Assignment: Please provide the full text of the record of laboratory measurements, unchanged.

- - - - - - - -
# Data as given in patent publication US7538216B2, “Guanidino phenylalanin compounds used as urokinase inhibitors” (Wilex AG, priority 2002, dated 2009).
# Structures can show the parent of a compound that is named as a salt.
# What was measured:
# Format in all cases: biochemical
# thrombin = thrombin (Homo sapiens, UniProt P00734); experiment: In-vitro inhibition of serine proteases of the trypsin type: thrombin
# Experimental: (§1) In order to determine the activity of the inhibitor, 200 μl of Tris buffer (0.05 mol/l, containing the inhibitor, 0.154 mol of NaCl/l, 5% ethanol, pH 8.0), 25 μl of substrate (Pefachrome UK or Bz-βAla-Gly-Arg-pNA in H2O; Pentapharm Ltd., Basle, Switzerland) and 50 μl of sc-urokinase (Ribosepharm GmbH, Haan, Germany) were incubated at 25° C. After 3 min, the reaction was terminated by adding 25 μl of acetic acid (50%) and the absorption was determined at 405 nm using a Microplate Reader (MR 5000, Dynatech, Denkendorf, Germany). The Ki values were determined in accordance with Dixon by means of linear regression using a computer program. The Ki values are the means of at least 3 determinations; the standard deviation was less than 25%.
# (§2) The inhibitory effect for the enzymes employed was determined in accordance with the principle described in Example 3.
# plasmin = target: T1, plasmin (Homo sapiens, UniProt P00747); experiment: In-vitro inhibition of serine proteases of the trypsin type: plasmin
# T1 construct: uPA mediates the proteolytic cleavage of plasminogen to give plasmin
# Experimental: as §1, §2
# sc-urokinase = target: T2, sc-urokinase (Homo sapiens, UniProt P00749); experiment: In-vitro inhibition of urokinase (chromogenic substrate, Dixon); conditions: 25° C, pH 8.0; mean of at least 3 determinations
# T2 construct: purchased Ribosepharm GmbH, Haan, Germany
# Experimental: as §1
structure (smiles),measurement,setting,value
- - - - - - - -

# Data as given in patent publication US7538216B2, “Guanidino phenylalanin compounds used as urokinase inhibitors” (Wilex AG, priority 2002, dated 2009).
# Structures can show the parent of a compound that is named as a salt.
# What was measured:
# Format in all cases: biochemical
# thrombin = thrombin (Homo sapiens, UniProt P00734); experiment: In-vitro inhibition of serine proteases of the trypsin type: thrombin
# Experimental: (§1) In order to determine the activity of the inhibitor, 200 μl of Tris buffer (0.05 mol/l, containing the inhibitor, 0.154 mol of NaCl/l, 5% ethanol, pH 8.0), 25 μl of substrate (Pefachrome UK or Bz-βAla-Gly-Arg-pNA in H2O; Pentapharm Ltd., Basle, Switzerland) and 50 μl of sc-urokinase (Ribosepharm GmbH, Haan, Germany) were incubated at 25° C. After 3 min, the reaction was terminated by adding 25 μl of acetic acid (50%) and the absorption was determined at 405 nm using a Microplate Reader (MR 5000, Dynatech, Denkendorf, Germany). The Ki values were determined in accordance with Dixon by means of linear regression using a computer program. The Ki values are the means of at least 3 determinations; the standard deviation was less than 25%.
# (§2) The inhibitory effect for the enzymes employed was determined in accordance with the principle described in Example 3.
# plasmin = target: T1, plasmin (Homo sapiens, UniProt P00747); experiment: In-vitro inhibition of serine proteases of the trypsin type: plasmin
# T1 construct: uPA mediates the proteolytic cleavage of plasminogen to give plasmin
# Experimental: as §1, §2
# sc-urokinase = target: T2, sc-urokinase (Homo sapiens, UniProt P00749); experiment: In-vitro inhibition of urokinase (chromogenic substrate, Dixon); conditions: 25° C, pH 8.0; mean of at least 3 determinations
# T2 construct: purchased Ribosepharm GmbH, Haan, Germany
# Experimental: as §1
structure (smiles),measurement,setting,value